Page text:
Do I Really Need a Therapist?

Do I Really Need a Therapist?

“I have handled my tough stuff before, why would I need a therapist now?”  You or someone you know has probably said this before.  It is true; sometimes you already have the tools to take on the challenges that life throws your way.  However, if you are feeling in over your head, having the courage to seek professional help for your emotional wellbeing is both a great way to grow and an effective way to heal.

Therapists: Your Guide and Your Toolkit for Emotional Wellbeing

As a culture that glorifies do-it-yourselfers, it can be hard to ask for and see the value of therapy. However, just like you take your car in for regular tune-ups, pay a preparer to fill out your taxes, hire a guide to take you scuba diving, or go to the emergency room when you need stitches, it makes sense to seek a therapist to help you deal with the tough issues you’re facing.  A mental health professional has been specially trained to help you navigate the murky waters of life’s big changes, transitions, relationships, and challenges, as well as helping you heal from more clinical mental health issues such as depression, anxiety, grief, or anger, among others.

Your therapist, counselor, psychotherapist, and any other mental health professional you turn to has had many years of training.  This training teaches them a wide variety of strategies, techniques, and therapies, and how to apply and implement them to fit each person’s needs.  This kind of work doesn’t just help you address life’s current struggles; it also gives you insight into how to handle future challenges, shows you how to reach towards your goals more effectively, and allows you to establish better awareness of the world and yourself.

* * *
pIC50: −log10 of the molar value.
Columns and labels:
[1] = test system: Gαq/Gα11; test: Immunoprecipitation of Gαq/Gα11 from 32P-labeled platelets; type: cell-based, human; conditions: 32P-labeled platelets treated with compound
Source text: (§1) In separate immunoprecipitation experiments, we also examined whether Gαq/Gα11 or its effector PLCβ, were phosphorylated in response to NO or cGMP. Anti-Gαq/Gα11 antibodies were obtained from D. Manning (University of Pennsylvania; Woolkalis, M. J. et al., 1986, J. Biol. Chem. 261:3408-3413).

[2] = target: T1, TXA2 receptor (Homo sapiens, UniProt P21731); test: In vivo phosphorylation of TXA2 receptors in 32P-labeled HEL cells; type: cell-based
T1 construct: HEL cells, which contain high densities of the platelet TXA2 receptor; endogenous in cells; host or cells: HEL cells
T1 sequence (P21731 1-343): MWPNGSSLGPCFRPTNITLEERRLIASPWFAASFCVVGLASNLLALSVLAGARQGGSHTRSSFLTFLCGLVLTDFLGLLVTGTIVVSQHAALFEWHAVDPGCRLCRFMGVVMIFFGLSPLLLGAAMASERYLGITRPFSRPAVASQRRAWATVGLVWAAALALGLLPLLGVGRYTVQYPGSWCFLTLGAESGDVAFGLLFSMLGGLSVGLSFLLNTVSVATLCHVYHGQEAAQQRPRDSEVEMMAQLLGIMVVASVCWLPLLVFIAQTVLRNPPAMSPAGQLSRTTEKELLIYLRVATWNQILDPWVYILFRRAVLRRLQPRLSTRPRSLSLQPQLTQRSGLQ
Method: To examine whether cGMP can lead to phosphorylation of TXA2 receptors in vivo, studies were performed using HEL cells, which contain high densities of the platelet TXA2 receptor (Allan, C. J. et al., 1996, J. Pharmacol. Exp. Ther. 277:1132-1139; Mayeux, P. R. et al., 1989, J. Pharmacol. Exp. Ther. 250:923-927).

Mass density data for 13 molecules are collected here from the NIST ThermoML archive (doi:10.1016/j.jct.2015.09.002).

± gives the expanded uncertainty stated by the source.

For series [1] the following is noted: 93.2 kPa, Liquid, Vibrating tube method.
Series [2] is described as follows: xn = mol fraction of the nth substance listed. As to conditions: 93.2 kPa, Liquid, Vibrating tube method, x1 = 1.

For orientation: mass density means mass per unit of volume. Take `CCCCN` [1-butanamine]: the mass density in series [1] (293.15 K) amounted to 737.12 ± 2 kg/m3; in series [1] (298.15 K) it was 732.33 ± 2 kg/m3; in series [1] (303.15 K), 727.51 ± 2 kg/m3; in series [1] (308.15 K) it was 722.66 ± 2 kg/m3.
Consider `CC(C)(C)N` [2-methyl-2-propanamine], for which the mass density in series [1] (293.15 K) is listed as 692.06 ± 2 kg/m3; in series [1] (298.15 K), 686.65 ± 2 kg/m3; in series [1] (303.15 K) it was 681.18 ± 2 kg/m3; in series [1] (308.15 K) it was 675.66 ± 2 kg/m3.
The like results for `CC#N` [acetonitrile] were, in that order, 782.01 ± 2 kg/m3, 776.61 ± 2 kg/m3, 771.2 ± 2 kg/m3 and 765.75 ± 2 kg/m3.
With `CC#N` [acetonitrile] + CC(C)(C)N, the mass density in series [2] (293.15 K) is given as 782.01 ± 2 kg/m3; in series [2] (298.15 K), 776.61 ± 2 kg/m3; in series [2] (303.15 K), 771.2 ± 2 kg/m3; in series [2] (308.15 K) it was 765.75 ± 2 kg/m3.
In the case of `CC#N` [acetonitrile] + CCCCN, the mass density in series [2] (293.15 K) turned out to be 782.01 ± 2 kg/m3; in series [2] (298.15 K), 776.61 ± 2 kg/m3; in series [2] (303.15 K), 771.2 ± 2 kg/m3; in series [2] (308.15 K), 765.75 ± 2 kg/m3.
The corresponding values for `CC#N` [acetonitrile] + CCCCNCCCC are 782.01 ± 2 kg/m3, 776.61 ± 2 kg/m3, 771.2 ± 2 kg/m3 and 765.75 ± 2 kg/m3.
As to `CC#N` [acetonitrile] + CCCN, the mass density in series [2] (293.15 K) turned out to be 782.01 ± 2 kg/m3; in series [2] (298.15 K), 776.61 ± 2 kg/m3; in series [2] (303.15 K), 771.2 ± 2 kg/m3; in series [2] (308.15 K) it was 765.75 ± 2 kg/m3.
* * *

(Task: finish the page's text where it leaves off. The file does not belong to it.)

But I have Hobbies and Friends to Talk to….

Fantastic! Pets, hobbies, staying active, a strong support network, and positive relationships are a great way to help sustain your mental health.  These can relieve stress, reduce depression, and give you people and places to bounce your thoughts off of, while fulfilling your emotional needs.

Yet, no matter how fantastic your friends and hobbies are, they will not replace the work you can do with a counselor.  Because, unlike your friend, your counselor only has one motivation – your wellbeing. There is no pre-conceived idea of what you “should” do and anything you decide has no impact on the relationship. A professional is going to ask the hard questions, closely and carefully listen to you, and help you achieve better self-awareness.

While a friend who both challenges and listens to you is a rare thing and powerful thing, this is part of the job description for every counselor.  You can expect to get the help and advice you need in every session.

So now, think of therapy as a statement that proclaims, “I am taking care of myself and I am challenging myself to be happier, healthier, and more productive.”  This approach will help you approach therapy in a better frame of mind.

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